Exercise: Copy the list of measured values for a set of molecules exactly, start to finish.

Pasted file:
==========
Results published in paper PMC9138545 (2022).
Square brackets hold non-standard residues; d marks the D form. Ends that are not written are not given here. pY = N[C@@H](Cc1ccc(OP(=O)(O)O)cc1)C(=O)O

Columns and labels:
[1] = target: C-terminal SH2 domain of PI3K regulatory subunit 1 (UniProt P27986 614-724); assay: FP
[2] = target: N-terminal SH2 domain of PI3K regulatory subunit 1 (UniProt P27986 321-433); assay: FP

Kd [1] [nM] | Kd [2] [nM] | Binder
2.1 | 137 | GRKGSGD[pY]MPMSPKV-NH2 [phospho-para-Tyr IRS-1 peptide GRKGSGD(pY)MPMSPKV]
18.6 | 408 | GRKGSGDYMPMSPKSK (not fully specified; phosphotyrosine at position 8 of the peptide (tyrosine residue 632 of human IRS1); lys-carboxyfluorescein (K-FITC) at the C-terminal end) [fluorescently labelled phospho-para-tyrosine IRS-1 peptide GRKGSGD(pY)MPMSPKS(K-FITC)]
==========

Results published in paper PMC9138545 (2022).
Square brackets hold non-standard residues; d marks the D form. Ends that are not written are not given here. pY = N[C@@H](Cc1ccc(OP(=O)(O)O)cc1)C(=O)O

Columns and labels:
[1] = target: C-terminal SH2 domain of PI3K regulatory subunit 1 (UniProt P27986 614-724); assay: FP
[2] = target: N-terminal SH2 domain of PI3K regulatory subunit 1 (UniProt P27986 321-433); assay: FP

Kd [1] [nM] | Kd [2] [nM] | Binder
2.1 | 137 | GRKGSGD[pY]MPMSPKV-NH2 [phospho-para-Tyr IRS-1 peptide GRKGSGD(pY)MPMSPKV]
18.6 | 408 | GRKGSGDYMPMSPKSK (not fully specified; phosphotyrosine at position 8 of the peptide (tyrosine residue 632 of human IRS1); lys-carboxyfluorescein (K-FITC) at the C-terminal end) [fluorescently labelled phospho-para-tyrosine IRS-1 peptide GRKGSGD(pY)MPMSPKS(K-FITC)]